17.75 x 33.75 Inches.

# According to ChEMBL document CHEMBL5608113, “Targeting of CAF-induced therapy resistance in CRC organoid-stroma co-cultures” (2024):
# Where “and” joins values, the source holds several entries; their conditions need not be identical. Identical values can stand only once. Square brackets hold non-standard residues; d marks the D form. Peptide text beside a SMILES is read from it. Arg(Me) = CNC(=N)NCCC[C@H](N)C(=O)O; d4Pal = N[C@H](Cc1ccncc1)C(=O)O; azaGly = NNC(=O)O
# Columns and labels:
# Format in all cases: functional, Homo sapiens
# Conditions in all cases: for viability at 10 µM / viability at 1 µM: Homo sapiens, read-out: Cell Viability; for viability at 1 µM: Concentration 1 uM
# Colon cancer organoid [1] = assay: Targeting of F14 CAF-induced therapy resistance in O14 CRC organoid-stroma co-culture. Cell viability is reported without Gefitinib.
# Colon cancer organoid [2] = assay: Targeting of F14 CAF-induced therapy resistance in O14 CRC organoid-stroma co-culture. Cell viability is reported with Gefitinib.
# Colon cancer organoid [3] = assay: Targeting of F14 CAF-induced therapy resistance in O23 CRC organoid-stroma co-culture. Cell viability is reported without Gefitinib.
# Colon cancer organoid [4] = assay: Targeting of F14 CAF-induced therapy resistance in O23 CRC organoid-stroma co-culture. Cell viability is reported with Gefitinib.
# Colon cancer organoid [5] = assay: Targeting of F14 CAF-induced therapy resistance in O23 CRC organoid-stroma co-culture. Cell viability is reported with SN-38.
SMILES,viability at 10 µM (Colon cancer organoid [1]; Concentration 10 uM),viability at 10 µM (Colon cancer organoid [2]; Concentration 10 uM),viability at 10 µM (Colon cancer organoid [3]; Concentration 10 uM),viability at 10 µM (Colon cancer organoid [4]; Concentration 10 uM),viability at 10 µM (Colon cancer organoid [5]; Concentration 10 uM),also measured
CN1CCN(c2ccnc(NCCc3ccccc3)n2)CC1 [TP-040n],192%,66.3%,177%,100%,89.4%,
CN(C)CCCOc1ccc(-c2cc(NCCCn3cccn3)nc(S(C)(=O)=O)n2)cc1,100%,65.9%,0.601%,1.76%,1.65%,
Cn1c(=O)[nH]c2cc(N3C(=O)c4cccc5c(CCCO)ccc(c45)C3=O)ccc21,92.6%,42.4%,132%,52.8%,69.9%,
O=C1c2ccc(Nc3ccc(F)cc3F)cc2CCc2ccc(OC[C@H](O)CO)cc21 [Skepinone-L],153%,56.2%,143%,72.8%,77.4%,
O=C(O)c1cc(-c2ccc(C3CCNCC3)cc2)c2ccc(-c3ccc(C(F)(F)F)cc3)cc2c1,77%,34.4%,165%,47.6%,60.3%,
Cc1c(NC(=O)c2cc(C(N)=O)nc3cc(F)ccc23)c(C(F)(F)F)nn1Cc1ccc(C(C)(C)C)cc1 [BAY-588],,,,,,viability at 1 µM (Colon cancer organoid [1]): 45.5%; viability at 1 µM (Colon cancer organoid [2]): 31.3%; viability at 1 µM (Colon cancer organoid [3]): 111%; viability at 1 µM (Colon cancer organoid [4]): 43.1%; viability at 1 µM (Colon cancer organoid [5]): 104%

Samuel and Nathaniel Buck were brothers who were born in Yorkshire, England at around the turn of the 18th century. After spending their formative years in the north, they moved south to the great bustling metropolis that was London, as so many rural people did in those days, seeking their possible fame and fortune. As young men, around 1724, they set out and began an ambitious work to traverse each and every county within England and Wales. They began to engrave and prepare the particular countys antiquities be they free standing or semi ruinous castles, stately homes, or religious and monastic buildings of importance and consequence although many were in an extremely poor state of neglect and abject disrepair after the first King Henry VIII in the 16th century, and then Oliver Cromwell later in the 17th century had their respective religious purges. It was during the preparation of these collections of county antiquities that the Buck brothers struck on the novel idea to also engrave some of the more important cities and towns. So, in my opinion, what resulted was the most wondrous, most influential and most important topographical undertaking that was ever done of England and Wales, not only of the 18th century but also for many years afterward. Prior to Bucks magnificent copper plate panoramas, virtually nothing had been done to depict views of significant English cities and towns. Only a handful were included in the atlas by Braun and Hogenberg in their Civitates Orbis Terrurum published in Cologne in 1581. I honestly feel that there is nothing at all to compare with these exquisite panoramas, in terms of technical skill, engraved detail and sheer scale and size. I also feel that a huge debt of gratitude is owed to these two enterprising and ambitious brothers, who have left us not only with a wonderful and enduring legacy, but also a truly unique glimpse and brief insight into an English way of life that can never be replicated nor indeed pass our way ever again. Samuel and Nathaniel Bucks copperplate panorama of Manchester, published in 1728, depicts an attractive, small, orderly town, neatly and tidily arranged. People are viewed rowing on the River Irwell in the foreground. From the other side of the river, we see townsfolk walking along the inviting open spaces that have yet to be developed. As is usual, in these panoramas, the towns churches are prominent, and in the distance, the surrounding hills and moorlands are in full view. There is evidence to suggest that there was Bronze Age activity in the area that became Manchester. The Romans established a fort in Manchester, mainly as a continued presence, and to provide protection along their road from Chester to York late in the first century. Flemish weavers come to the town in the fourteenth century to produce wollen and linen products. This was the towns first introduction to a trade that in centuries to come, would provide enormous wealth and prosperity for it and its inhabitants. Manchester sits in North West England, alongside the River Irwell. It was only a small market town up until the late eighteenth century when, the Industrial Revolution came along and swept it off its feet. It was the importation of cotton from Liverpool, via the newly opened navigational canal system, that began to fuel the textile revolution that changed Manchesters fortunes for ever. The town became a national, and then an international distribution center. This is a rare and significant opportunity to acquire one of these much sort after panoramas by Englands premier topographical engravers, and is entirely in keeping with Arader Galleries fine and long standing tradition of only offering items of the highest quality for forty years. Description prepared for Arader Galleries by Ian Williams.